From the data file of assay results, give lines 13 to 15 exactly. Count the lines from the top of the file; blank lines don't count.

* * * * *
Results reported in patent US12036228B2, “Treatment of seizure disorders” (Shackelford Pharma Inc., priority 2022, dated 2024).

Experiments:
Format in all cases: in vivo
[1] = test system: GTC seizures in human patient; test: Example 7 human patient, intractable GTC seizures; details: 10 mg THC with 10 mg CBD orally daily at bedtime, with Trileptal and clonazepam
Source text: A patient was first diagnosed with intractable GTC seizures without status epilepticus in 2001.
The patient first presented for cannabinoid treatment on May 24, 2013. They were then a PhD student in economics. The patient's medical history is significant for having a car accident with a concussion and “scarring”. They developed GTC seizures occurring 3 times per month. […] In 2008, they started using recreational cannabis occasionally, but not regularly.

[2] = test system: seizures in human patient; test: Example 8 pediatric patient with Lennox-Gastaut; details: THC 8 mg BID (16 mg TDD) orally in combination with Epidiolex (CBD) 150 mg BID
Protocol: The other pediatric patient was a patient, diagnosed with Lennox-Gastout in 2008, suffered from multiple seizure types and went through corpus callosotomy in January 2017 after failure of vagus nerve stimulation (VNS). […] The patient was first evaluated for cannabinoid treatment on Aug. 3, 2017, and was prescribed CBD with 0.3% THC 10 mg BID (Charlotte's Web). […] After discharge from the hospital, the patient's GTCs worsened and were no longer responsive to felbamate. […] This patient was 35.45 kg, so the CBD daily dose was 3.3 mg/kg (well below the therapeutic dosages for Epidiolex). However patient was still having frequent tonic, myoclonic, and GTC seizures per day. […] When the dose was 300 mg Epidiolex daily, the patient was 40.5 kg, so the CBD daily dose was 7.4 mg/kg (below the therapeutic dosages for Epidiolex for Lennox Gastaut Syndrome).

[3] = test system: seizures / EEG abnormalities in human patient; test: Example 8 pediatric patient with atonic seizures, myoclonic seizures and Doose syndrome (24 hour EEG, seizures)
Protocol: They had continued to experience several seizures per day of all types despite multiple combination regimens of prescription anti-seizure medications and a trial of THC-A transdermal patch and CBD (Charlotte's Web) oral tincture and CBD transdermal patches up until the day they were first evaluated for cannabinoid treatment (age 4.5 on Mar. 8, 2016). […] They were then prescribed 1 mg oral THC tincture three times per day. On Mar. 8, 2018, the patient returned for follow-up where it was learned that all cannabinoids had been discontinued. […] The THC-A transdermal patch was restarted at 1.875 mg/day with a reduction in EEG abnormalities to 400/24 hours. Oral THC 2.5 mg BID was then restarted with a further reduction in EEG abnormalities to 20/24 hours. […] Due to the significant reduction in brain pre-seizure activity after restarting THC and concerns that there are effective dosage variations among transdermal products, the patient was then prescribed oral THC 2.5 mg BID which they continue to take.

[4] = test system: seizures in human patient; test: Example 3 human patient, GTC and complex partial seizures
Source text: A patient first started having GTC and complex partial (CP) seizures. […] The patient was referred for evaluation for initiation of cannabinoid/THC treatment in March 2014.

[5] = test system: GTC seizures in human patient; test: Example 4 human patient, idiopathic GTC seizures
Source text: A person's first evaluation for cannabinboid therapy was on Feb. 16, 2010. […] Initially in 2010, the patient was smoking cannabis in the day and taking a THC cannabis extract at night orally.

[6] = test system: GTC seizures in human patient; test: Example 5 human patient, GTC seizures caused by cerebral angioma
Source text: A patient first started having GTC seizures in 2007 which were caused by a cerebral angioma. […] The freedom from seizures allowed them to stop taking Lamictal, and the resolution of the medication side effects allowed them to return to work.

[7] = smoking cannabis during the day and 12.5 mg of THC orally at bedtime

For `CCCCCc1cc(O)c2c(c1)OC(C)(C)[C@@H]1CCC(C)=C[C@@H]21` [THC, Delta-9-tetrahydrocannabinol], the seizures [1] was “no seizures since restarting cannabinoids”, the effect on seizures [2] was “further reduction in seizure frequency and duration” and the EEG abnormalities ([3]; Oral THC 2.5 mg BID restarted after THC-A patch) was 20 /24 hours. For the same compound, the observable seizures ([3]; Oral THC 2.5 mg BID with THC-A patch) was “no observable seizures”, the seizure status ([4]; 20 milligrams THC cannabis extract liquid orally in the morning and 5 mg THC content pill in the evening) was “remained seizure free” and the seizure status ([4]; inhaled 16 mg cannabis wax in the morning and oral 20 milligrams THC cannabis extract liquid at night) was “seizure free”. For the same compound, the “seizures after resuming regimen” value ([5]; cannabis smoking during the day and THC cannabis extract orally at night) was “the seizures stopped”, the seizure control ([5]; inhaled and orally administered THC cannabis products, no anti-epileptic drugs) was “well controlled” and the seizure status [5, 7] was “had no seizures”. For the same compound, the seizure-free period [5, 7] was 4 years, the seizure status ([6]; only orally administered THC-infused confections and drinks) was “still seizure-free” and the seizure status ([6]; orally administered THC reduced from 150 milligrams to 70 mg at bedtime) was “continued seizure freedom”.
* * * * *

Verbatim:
[5] = test system: GTC seizures in human patient; test: Example 4 human patient, idiopathic GTC seizures
Source text: A person's first evaluation for cannabinboid therapy was on Feb. 16, 2010. […] Initially in 2010, the patient was smoking cannabis in the day and taking a THC cannabis extract at night orally.

[6] = test system: GTC seizures in human patient; test: Example 5 human patient, GTC seizures caused by cerebral angioma